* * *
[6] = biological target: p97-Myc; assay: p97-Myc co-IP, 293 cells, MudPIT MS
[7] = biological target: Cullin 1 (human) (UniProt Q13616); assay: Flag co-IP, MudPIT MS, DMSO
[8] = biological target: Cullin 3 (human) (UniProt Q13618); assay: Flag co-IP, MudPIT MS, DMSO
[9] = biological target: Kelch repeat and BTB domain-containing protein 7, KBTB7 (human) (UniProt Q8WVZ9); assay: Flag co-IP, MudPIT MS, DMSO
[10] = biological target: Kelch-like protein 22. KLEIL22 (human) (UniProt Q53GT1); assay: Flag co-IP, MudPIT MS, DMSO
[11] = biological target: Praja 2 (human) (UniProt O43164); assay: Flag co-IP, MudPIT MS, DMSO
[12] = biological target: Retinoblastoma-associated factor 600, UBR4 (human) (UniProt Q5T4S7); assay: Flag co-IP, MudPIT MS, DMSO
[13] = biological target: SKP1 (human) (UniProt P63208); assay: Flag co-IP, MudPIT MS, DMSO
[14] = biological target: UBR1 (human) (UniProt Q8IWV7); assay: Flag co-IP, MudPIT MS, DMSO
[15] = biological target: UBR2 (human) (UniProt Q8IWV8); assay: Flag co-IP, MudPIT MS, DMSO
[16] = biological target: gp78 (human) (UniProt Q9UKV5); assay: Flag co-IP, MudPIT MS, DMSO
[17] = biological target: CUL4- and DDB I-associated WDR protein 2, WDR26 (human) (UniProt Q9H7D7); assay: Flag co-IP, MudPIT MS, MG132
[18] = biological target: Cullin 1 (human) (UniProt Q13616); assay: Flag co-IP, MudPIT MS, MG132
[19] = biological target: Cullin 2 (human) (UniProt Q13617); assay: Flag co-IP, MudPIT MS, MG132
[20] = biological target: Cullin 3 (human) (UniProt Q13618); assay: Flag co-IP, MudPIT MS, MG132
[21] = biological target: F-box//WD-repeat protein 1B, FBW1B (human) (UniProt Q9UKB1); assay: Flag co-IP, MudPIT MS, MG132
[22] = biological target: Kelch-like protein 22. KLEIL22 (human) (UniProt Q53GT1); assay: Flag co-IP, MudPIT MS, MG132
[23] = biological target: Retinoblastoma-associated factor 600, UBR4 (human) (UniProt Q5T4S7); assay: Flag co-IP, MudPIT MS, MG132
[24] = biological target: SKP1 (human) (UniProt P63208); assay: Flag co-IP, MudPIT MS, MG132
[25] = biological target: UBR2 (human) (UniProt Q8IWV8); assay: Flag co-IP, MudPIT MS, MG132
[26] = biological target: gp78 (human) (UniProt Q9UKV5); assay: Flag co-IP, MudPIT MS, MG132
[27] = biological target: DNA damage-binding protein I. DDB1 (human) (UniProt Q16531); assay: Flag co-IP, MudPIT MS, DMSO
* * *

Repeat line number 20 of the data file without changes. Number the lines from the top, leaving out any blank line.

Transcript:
[25] = biological target: UBR2 (human) (UniProt Q8IWV8); assay: Flag co-IP, MudPIT MS, MG132